Colonel Sanders is looking young - and Chinese - at the opening of a new KFC outlet in Beijing.
It’s well past time that people woke up to China’s role in the world and I don’t just mean noticing “Made in China” on the base of that thing you’ve just bought. (It’s probably from Vietnam or the Philippines these days anyway – or perhaps Madagascar if it’s clothing.) And eating Chinese doesn’t count either.
It’s crazy how tightly schools cling to European languages to the exclusion of Chinese. Sure, Spanish can be number one – it’s on the doorstep, good weather, world language, beautiful songs. But why should Chinese be relegated below French, German, Russian (!), Italian, Latin, Greek, etc?
Then again, there are some people who are in a constant tizzy about the spread of Chinese influence – soft power, economic investment, military infiltration. The panic has reached such intensity in parts of the blogosphere that it reminds me of that old cartoon (anyone know it?) that had Americans imagining that it was Vietnam bordering Texas instead of Mexico. (Though with the low intensity warfare going on in Mexico these days…)
So is China really the future? Is western democracy tired and doomed to go down with the listing economic ship? Have the Chinese actually got it right in terms of development and never mind the niceties of freedom?
Two Continue reading
Reports from the frontline in Iraq, the classroom and Japan. And I need your advice about visiting New York (see bottom).
1. HAMBURGER HELPER. This is from the Conservative Lie blog by veteran Dave Jeffries. Whether you agree with his politics or not, this poignant memory from his time in Iraq is worth reading. It gets gruesome if you click on the link – which is also where you’ll find his thoughts on combatants’ motivations. Here are the opening lines:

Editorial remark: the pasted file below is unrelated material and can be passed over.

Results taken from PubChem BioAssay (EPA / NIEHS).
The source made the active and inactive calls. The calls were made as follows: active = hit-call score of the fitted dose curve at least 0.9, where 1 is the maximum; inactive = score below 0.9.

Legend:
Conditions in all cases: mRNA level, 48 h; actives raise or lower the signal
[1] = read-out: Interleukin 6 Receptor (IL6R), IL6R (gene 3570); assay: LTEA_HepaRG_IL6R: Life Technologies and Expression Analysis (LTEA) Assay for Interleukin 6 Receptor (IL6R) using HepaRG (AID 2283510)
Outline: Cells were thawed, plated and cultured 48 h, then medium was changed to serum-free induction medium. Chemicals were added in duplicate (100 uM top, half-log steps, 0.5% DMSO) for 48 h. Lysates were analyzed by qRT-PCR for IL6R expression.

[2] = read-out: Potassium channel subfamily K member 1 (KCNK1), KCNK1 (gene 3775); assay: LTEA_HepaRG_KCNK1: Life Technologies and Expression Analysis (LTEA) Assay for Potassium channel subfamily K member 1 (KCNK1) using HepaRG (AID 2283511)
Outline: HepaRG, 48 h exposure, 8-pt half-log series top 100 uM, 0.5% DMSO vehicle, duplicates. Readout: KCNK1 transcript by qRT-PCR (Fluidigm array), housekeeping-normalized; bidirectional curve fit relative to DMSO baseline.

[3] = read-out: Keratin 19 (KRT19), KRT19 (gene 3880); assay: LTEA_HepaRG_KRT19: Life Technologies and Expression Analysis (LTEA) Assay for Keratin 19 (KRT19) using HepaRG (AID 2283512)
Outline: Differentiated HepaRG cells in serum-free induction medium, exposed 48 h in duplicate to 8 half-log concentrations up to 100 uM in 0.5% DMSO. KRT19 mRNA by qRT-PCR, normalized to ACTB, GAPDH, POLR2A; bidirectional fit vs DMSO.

Sometimes there are scenes from my time in Iraq that won’t quit looping through my mind. So, I thought that maybe writing about it might be cathartic and help me put paid to it for a while. I suppose, in a way, this is political, but I really don’t care.
While in Ar Ramadi, we had a network of computers that had limited internet access, but a great intranet system that allowed us to communicate with each other very well. One day, as I was perusing the list of messages, I came across one labeled “Hamburger Helper”. There were a few jokers in the Regiment, so I opened it up anticipating something that would make me laugh. Instead Continue reading
Once you get away from the explosions and help! Help! Radiation! Head for the hills… All this nuclear meltdown China Syndrome in Japan business gets a bit complicated. Too many millisieverts, half lives, critical masses and atomic bomb memories. Should we all be panicking? Or not?
Without wanting to be too complacent – and sitting far from Japan – I think, on balance, not.
Here are two options for you to make sense of it all.
1. Read this book. Physics for Future Presidents by Richard Muller. (Or he’s here on wikipedia.)
Or check out his University of California at Berkeley lectures on YouTube.
2. Or – watch the children’s version of events, using farting and poo. Continue reading
Coffee? It’ll kill you. Or at least frighten the eyebrows off you.
Here’s the proof (from AP) Continue reading
This is something you should never do. But hey, we’re all adults here. And we can shoulder responsibilities and still be experimental and creative at the same time, can’t we. More after the washing machine destruction. It gets particularly destructive at 55″ in. (Thanks ColtMonday.)
Getting back to the pram. Cyril Connolly said this:
“There is no more sombre enemy of good art than the pram in the hallway.”
A bloke would say it I suppose. A woman would just Continue reading
Marriage Book - China
This is how you get married in China. Thanks to our newly married (Congratulations!) guest contributor who’s currently expat in Beijing. I’ll let M take up the story:
Last week I caught a sleeper train to Changchun on Monday night. I was in a room with 5 big fat Chinese men, one of whom snored like crazy. He was in the bunk above me, and I really thought it would collapse, he was so fat.
I got to Changchun, and remembered how cold it was. Warmer than January, but still around minus 12. Met LN and we went to the registry office, expecting to complete everything that day. China is drowning in official paperwork and red stamps. Turns out the red stamp on LN’s “Hukou” (family book that lists your parents, siblings, and crucially what province you ‘belong’ to) was not clear enough. Continue reading
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